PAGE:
Zygmunt Szczęsny Feliński, Archbishop of Warsaw, the Founder of the Congregation of the Franciscan Sisters of the Family of Mary, was a great witness of faith and pastoral charity in very troubled times for the nation and for the Church in Poland. He zealously concerned himself with the spiritual development of the faithful, he helped the poor and orphans. At the Ecclesiastical Academy in St Petersburg he saw to the sound formation of priests and as Archbishop of Warsaw he instilled in everyone the desire for inner renewal. Before the January 1863 Uprising against Russian annexation he put the people on guard against useless bloodshed. However, when the rebellion broke out and there were repressions he courageously defended the oppressed. On the Tsar of Russia’s orders he spent 20 years in exile at Jaroslaw on the Volga, without ever being able to return to his diocese. In every situation he retained his steadfast trust in Divine Providence and prayed: “O God, protect us not from the tribulations and worries of this world... only multiply love in our hearts and obtain that in deepest humility we may keep our infinite trust in your help and your mercy”. Today his gift of himself to God and to humankind, full of trust and love, becomes a luminous example for the whole Church.

St Paul reminds us in the Second Reading that “the word of God is living and active” (Heb 4: 12). In it the Father who is in Heaven speaks lovingly to his children in all the epochs (see Dei Verbum, no. 21), making them know his infinite love and, in this way, encouraging them, consoling them and offering them his plan of salvation for humanity and for every person. Aware of this, St Francisco Coll dedicated himself eagerly to disseminating it, thus faithfully fulfilling his vocation in the Order of Preachers, in which he had made his profession. His passion was for preaching, mainly as an itinerant preacher, following the form of the “popular missions”. Thus he aimed to proclaim and to revive the word of God in the villages and towns of Catalonia, thereby guiding people to profound encounter with God. This encounter leads to conversion of heart, to receiving divine grace joyfully and to keeping up a constant conversation with Our Lord through prayer. For this reason his evangelizing activity included great dedication to the sacrament of Reconciliation, a special emphasis on the Eucharist and constant insistence on prayer. Francisco Coll moved the hearts of others because he conveyed to them what he himself lived passionately within, what set his own heart on fire: love for Christ and surrender to him. To ensure that the seed of the word of God fell on good ground, Francisco founded the Congregation of the Dominican Sisters of the Anunciata to give an integral education to children and young women so that they might continue to discover the unfathomable treasure that is Christ, the faithful friend who never abandons us and never wearies of being beside us, enlivening our hope with his word of life.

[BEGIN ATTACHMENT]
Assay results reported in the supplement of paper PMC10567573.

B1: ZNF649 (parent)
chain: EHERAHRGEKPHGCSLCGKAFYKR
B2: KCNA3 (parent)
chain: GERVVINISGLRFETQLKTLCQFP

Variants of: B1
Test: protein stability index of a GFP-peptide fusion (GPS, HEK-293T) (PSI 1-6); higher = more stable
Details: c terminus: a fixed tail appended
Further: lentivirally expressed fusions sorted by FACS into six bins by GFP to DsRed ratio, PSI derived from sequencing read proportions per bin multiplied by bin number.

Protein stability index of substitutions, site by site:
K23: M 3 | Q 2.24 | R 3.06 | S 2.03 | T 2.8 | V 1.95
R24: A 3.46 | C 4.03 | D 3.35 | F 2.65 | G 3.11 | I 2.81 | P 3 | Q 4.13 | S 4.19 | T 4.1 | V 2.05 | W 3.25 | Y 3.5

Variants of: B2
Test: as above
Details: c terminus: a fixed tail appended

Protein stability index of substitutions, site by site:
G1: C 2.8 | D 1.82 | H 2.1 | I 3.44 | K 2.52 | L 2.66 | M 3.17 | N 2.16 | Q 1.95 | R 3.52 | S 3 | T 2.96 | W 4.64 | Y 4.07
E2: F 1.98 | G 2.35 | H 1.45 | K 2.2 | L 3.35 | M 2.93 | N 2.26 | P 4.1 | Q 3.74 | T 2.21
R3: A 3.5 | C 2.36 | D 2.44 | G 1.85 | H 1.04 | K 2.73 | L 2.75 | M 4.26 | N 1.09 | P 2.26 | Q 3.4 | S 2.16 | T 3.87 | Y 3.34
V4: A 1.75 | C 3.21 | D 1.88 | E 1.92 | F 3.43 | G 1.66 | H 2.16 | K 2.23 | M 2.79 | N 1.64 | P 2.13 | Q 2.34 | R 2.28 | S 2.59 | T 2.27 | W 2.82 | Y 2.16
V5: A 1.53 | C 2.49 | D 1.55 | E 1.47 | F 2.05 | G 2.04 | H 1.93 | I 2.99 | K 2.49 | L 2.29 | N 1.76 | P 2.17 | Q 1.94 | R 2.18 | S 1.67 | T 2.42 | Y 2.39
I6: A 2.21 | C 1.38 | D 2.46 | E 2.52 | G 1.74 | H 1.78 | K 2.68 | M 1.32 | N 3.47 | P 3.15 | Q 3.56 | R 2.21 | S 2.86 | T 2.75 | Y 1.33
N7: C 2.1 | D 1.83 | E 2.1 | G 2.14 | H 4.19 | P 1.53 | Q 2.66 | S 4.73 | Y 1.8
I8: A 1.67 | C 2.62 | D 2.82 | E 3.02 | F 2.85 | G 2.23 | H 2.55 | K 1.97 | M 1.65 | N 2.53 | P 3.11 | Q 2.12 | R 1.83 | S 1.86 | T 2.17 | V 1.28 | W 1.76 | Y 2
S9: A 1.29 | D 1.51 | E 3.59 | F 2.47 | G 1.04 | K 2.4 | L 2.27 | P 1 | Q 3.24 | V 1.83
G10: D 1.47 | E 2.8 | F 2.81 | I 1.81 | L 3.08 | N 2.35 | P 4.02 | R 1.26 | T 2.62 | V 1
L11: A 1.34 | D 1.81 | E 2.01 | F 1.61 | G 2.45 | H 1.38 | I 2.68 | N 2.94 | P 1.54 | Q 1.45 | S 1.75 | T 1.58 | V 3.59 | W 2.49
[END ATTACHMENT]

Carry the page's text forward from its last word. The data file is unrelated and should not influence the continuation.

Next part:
Jozef De Veuster received the name of Damien in the Congregation of the Sacred Hearts of Jesus and Mary. When he was 23 years old, in 1863, he left Flanders, the land of his birth, to proclaim the Gospel on the other side of the world in the Hawaiian Islands. His missionary activity, which gave him such joy, reached its peak in charity. Not without fear and repugnance, he chose to go to the Island of Molokai to serve the lepers who lived there, abandoned by all. Thus he was exposed to the disease from which they suffered. He felt at home with them. The servant of the Word consequently became a suffering servant, a leper with the lepers, for the last four years of his life. In order to follow Christ, Fr Damien not only left his homeland but also risked his health: therefore as the word of Jesus proclaimed to us in today’s Gospel says he received eternal life (see Mk 10: 30). On this 20th anniversary of the Canonization of another Belgian Saint, Bro. Mutien-Marie, the Church in Belgium has once again come together to give thanks to God for the recognition of one of its sons as an authentic servant of God. Let us remember before this noble figure that it is charity which makes unity, brings it forth and makes it desirable. Following in St Paul’s footsteps, St Damien prompts us to choose the good warfare (see 1 Tim 1: 18), not the kind that brings division but the kind that gathers people together. He invites us to open our eyes to the forms of leprosy that disfigure the humanity of our brethren and still today call for the charity of our presence as servants, beyond that of our generosity.